Tuesday, July 30, 2013

Ancient agriculture in Egypt

Ancient hunters and gatherers moved toward the Nile around 8000 BC as the climate in northern Africa became drier. By about n7000 BC, people had built permanent settlements along the river. Civilization in Egypt grew because of agriculture along the Nile River.

These early farmers, who lived in huts made of poles and sun-dried mud bricks, grew wheat for making bread and barley for brewing beer.

The ancient Egyptians name for their land was Kemet, the ‘black land’ because of the rich black mud left on the rover banks after the midsummer floods receded. The soil in the Nile River Valley was very fertile for farming.

When the flood waters receded in the autumn, crops were sown that grew readily through the warn winter and could be harvested before the next flood.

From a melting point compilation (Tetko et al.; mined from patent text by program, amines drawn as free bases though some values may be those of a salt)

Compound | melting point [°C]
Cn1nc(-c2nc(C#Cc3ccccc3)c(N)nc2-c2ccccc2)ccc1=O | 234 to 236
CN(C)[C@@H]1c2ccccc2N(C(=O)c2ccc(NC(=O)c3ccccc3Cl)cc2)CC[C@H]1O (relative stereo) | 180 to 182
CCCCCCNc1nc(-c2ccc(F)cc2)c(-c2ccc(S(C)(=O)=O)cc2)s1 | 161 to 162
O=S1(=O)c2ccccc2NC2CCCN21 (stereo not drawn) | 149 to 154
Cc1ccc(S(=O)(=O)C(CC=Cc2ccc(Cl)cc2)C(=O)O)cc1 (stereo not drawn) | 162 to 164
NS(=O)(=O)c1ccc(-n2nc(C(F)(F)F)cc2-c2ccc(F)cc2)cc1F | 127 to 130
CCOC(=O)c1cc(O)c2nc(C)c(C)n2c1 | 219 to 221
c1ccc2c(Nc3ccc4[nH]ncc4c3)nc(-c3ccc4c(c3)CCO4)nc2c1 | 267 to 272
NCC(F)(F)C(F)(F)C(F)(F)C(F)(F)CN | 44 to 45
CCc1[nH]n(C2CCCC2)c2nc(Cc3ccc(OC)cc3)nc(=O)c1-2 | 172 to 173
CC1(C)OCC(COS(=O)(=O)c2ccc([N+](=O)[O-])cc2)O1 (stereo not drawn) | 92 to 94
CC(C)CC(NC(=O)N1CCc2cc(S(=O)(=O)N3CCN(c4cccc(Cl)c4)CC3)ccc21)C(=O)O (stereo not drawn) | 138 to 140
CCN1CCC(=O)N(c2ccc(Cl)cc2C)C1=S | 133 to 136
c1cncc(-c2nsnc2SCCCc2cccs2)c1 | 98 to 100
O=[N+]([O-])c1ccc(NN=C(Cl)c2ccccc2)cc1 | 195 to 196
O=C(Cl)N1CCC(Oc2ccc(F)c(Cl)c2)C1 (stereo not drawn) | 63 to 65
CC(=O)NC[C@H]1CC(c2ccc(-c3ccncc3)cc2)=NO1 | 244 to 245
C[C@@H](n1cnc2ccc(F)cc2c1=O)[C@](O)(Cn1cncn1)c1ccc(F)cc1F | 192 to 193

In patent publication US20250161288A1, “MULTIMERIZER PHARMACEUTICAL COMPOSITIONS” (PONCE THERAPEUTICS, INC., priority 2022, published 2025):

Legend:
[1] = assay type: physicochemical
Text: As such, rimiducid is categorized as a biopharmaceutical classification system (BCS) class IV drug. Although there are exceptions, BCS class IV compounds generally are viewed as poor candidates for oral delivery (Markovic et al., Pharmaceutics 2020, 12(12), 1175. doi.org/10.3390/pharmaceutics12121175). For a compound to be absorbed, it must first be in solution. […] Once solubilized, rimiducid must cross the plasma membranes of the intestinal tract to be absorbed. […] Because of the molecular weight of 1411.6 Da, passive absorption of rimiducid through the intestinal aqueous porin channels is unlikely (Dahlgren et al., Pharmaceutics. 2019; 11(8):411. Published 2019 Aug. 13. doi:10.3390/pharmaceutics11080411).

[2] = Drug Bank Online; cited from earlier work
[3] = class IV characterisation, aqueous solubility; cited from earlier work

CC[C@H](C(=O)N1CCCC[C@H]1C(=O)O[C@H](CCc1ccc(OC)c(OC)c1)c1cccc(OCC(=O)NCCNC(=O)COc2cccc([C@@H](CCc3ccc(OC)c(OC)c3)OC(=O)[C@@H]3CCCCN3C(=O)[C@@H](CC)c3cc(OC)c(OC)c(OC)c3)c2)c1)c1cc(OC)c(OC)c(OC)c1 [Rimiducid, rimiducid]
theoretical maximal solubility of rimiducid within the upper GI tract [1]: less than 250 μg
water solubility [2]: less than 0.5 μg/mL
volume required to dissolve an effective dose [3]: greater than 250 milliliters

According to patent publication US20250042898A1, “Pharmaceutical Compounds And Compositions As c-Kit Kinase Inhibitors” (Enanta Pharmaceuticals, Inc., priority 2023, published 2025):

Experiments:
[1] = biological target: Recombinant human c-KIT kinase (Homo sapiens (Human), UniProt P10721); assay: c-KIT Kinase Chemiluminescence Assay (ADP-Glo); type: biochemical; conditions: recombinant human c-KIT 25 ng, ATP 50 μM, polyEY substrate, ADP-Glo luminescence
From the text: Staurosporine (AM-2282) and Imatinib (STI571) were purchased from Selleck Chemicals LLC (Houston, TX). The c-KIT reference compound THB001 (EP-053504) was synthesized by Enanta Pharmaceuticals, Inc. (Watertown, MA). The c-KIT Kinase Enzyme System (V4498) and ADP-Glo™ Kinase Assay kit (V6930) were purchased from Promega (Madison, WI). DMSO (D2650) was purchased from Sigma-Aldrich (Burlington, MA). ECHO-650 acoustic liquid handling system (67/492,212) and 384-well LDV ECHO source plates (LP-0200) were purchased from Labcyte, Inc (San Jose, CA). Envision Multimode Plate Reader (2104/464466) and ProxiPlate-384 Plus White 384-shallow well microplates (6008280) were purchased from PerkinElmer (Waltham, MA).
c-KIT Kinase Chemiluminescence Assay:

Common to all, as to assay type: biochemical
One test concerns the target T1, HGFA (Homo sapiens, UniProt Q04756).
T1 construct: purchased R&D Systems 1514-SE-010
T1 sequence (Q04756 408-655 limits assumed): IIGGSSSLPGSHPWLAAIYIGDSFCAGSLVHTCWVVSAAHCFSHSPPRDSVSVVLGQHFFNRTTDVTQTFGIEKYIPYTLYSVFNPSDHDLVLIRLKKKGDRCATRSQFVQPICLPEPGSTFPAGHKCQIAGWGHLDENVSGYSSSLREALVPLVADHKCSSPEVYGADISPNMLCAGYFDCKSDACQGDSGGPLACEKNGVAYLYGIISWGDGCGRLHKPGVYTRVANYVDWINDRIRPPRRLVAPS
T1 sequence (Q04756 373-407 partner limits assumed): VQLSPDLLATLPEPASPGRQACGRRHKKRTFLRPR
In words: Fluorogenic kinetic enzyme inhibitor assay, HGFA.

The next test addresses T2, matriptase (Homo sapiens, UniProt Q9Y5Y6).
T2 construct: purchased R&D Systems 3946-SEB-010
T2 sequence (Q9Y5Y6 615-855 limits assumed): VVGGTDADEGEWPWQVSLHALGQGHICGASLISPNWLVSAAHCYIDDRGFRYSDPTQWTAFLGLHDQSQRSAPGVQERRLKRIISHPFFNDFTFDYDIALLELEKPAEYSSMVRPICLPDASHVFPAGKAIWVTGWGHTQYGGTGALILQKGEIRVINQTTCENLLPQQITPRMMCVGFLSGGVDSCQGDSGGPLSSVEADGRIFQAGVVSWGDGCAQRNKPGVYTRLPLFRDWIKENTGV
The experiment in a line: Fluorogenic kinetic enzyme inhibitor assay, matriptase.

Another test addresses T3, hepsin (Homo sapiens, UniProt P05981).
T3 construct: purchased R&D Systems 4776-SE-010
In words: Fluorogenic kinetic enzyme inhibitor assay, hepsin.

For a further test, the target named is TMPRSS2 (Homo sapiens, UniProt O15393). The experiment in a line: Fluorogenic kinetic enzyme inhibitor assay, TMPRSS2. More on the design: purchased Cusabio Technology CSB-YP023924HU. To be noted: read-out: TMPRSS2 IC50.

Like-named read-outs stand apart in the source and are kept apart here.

They used the Nile’s water to irrigate dry land. A network of irrigation canals supplied crops growing farthest away from the river with water.

Life in Egypt improved because Egyptians developed inventions that made the best use of the water from the Nile. They made farming tools to help work the rich soil.

There was also a surplus sufficient to feed other groups of people, such priests and artisans, who were not directly involved in food production, but whose knowledge and skills were highly valued.

They grew wheat, barley, fruits and vegetables. They wore cloth made from the flax they grew. Animals were domesticated for their meat, milk and wool and also trained as beasts iof burden.
Ancient agriculture in Egypt
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